At the European Union level, key institutions and Member States are being encouraged to expand their support to anticipatory action with increasingly flexible funding, improved coordination with other disaster risk financing instruments and more assistance to local and national responders. While more and more humanitarian crises are predictable, less than one percent of funding is currently available for anticipatory action.
Globally there are now multiple funding mechanisms that can be used for this purpose, including IFRC’s Forecast-based Action by the Disaster Relief Emergency Fund (FbA by DREF) and others, but most are conceived for small-scale projects. That needs to change. Apart from expanding global pools, donors should enable national actors to access funds for anticipatory action through national risk financing mechanisms in order to that system-wide shift for anticipatory action to happen. Otherwise, impact will remain limited. It is important to note that increase in financing for anticipatory action must also come with an increased investment in capacities of local actors to deliver in higher volume and within short lead times.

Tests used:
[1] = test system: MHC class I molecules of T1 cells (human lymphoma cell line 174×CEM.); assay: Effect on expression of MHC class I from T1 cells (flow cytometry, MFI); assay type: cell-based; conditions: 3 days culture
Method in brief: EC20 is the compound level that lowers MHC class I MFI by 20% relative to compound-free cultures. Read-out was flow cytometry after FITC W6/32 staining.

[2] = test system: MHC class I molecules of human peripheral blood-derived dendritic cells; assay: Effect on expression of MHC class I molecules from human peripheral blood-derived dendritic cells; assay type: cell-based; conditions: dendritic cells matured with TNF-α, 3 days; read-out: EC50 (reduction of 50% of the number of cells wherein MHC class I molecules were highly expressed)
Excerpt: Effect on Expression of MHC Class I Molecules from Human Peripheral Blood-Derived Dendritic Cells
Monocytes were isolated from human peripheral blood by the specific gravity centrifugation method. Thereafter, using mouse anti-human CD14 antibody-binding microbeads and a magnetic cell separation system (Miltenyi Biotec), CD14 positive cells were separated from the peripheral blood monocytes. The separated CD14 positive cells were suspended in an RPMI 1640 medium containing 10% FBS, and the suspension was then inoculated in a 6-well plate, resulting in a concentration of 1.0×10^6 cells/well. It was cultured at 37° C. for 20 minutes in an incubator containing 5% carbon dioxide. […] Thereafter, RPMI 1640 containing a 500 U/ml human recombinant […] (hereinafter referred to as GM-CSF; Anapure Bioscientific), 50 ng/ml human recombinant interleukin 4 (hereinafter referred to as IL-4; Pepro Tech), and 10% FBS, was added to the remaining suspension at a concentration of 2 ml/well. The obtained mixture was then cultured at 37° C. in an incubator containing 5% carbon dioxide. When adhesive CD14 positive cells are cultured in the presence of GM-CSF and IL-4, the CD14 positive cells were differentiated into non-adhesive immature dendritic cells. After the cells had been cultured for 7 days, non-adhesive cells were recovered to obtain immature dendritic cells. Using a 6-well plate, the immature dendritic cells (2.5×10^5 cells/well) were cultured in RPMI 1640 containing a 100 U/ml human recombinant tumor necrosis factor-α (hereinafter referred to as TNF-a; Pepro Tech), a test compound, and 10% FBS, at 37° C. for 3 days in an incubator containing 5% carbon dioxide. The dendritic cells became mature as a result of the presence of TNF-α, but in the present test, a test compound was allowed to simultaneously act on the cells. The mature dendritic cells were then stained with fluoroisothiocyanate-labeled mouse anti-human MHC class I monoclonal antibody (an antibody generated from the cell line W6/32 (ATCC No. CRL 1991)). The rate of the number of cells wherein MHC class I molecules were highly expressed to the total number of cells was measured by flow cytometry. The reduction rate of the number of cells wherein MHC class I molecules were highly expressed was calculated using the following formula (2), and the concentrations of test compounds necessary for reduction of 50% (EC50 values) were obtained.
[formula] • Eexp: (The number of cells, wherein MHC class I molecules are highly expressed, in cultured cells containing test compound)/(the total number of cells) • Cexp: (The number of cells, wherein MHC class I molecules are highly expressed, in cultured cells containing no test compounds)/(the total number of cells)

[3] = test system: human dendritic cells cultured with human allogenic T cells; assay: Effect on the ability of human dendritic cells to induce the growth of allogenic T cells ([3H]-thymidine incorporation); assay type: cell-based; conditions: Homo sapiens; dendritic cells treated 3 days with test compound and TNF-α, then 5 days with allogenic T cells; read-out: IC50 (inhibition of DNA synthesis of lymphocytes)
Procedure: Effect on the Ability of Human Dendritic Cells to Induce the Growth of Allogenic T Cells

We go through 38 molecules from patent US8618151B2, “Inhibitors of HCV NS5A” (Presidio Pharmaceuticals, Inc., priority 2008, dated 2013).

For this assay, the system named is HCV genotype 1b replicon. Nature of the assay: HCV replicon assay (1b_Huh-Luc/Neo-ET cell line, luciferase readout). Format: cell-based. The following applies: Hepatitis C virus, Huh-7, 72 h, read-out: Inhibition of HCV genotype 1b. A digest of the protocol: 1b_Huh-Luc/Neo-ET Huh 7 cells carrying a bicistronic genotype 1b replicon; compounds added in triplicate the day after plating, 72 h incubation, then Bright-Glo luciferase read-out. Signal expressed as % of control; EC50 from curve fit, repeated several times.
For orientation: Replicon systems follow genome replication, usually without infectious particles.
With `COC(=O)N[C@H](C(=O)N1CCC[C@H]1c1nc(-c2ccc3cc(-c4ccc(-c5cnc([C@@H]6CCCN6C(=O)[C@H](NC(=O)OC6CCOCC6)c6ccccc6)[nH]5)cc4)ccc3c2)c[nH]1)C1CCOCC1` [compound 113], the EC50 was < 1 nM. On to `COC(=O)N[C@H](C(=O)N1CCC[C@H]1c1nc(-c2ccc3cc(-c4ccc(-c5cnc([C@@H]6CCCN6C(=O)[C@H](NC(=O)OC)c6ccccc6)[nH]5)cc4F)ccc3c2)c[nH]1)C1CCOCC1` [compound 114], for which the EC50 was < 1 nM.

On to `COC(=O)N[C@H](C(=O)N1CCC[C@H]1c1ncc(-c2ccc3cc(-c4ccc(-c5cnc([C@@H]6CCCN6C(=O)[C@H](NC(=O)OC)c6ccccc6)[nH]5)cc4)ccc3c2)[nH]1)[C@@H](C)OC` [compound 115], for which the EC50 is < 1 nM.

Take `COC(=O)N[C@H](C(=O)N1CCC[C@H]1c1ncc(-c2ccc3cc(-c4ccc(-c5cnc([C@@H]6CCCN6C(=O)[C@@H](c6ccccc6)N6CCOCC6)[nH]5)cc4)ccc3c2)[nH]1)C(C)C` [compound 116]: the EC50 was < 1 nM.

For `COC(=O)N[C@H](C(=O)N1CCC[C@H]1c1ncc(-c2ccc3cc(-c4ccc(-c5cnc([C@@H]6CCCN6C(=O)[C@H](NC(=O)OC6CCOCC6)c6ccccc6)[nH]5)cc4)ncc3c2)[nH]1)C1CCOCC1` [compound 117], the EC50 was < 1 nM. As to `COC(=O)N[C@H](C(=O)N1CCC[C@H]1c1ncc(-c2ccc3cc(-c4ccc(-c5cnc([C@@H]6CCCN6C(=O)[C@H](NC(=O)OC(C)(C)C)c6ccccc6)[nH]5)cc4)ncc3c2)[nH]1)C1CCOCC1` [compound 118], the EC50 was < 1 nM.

The starting point of anticipatory action has traditionally been humanitarian, but linkages with climate change and sustainable development are increasingly obvious.
Although it is great that the European Commission’s Directorate-General for European Civil Protection and Humanitarian Aid Operations (DG ECHO) sees anticipatory action as a key to their approach to preparedness, anticipatory action must not be purely humanitarian. Investing in early warning and preparedness capacities particularly at the local level is vital, and goes across multiple sectors. We need to be able to bridge existing gaps – drawing from the expertise and actions from each partner organisation, promoting synergies and fostering the nexus with concrete initiatives that connect with developmental and climate change actors, among others.
What does the future of anticipatory action look like?
Years ago, the German Red Cross jointly with IFRC, the World Food Programme (WFP) and the START Network were among the few organisations pushing for anticipatory methodologies and tools. That has substantially changed, especially through efforts like the Anticipatory Action Task Force (FAO, IFRC, OCHA, START Network and WFP) who jointly advocate scaling up of anticipatory action. However, there is still a long way to go for it not to be considered an innovative feature but rather a necessary approach to be mainstreamed/embedded into national disaster management systems. We need to stay up to date, reinforce our partnerships and capacity development initiatives and step up our collective leverage vis-à-vis decision-makers. Our ultimate goal is to contribute to a safer and healthier future, where people and communities at risk are less exposed and more protected.
Official website of the Anticipation Hub
IFRC press release ‘Early action gets a boost with launch of new Anticipation Hub’
Red Cross EU Office booklet ‘Red Alert. National Red Cross Societies managing disaster risks in Europe’